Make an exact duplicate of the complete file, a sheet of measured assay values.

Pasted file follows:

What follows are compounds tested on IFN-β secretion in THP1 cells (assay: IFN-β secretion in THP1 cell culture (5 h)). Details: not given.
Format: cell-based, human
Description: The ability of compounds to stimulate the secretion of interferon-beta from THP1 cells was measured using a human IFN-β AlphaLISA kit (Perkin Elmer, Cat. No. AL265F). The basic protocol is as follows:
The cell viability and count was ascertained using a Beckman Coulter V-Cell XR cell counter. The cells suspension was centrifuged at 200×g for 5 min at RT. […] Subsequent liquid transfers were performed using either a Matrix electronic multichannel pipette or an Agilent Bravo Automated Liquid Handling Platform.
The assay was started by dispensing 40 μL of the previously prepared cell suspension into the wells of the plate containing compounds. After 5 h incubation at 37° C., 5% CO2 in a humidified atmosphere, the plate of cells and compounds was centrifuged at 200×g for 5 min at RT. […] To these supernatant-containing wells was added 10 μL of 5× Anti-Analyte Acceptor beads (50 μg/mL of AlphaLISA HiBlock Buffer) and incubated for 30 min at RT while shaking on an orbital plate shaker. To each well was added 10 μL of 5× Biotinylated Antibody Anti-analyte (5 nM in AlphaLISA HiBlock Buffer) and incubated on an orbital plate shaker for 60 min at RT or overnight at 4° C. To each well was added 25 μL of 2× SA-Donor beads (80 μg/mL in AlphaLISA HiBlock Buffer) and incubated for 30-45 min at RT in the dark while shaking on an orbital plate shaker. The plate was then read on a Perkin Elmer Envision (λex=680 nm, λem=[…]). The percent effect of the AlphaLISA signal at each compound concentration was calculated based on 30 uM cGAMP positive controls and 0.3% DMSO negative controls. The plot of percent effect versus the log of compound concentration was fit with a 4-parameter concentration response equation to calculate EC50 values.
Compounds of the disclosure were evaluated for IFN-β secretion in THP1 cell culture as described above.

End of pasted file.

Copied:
What follows are compounds tested on IFN-β secretion in THP1 cells (assay: IFN-β secretion in THP1 cell culture (5 h)). Details: not given.
Format: cell-based, human
Description: The ability of compounds to stimulate the secretion of interferon-beta from THP1 cells was measured using a human IFN-β AlphaLISA kit (Perkin Elmer, Cat. No. AL265F). The basic protocol is as follows:
The cell viability and count was ascertained using a Beckman Coulter V-Cell XR cell counter. The cells suspension was centrifuged at 200×g for 5 min at RT. […] Subsequent liquid transfers were performed using either a Matrix electronic multichannel pipette or an Agilent Bravo Automated Liquid Handling Platform.
The assay was started by dispensing 40 μL of the previously prepared cell suspension into the wells of the plate containing compounds. After 5 h incubation at 37° C., 5% CO2 in a humidified atmosphere, the plate of cells and compounds was centrifuged at 200×g for 5 min at RT. […] To these supernatant-containing wells was added 10 μL of 5× Anti-Analyte Acceptor beads (50 μg/mL of AlphaLISA HiBlock Buffer) and incubated for 30 min at RT while shaking on an orbital plate shaker. To each well was added 10 μL of 5× Biotinylated Antibody Anti-analyte (5 nM in AlphaLISA HiBlock Buffer) and incubated on an orbital plate shaker for 60 min at RT or overnight at 4° C. To each well was added 25 μL of 2× SA-Donor beads (80 μg/mL in AlphaLISA HiBlock Buffer) and incubated for 30-45 min at RT in the dark while shaking on an orbital plate shaker. The plate was then read on a Perkin Elmer Envision (λex=680 nm, λem=[…]). The percent effect of the AlphaLISA signal at each compound concentration was calculated based on 30 uM cGAMP positive controls and 0.3% DMSO negative controls. The plot of percent effect versus the log of compound concentration was fit with a 4-parameter concentration response equation to calculate EC50 values.
Compounds of the disclosure were evaluated for IFN-β secretion in THP1 cell culture as described above.